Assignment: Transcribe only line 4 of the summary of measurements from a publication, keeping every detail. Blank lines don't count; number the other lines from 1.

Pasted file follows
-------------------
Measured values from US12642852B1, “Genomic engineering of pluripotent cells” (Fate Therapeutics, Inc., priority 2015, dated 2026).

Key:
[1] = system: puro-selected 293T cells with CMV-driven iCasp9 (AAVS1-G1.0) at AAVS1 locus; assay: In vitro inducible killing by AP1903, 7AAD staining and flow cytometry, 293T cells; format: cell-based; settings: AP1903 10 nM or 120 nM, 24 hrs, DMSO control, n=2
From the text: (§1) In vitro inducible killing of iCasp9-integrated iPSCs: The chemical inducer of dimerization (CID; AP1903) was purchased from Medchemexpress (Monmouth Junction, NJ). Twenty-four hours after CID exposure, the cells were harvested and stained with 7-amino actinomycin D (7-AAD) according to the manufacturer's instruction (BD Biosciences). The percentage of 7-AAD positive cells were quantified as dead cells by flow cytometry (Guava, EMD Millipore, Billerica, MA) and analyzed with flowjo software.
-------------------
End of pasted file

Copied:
From the text: (§1) In vitro inducible killing of iCasp9-integrated iPSCs: The chemical inducer of dimerization (CID; AP1903) was purchased from Medchemexpress (Monmouth Junction, NJ). Twenty-four hours after CID exposure, the cells were harvested and stained with 7-amino actinomycin D (7-AAD) according to the manufacturer's instruction (BD Biosciences). The percentage of 7-AAD positive cells were quantified as dead cells by flow cytometry (Guava, EMD Millipore, Billerica, MA) and analyzed with flowjo software.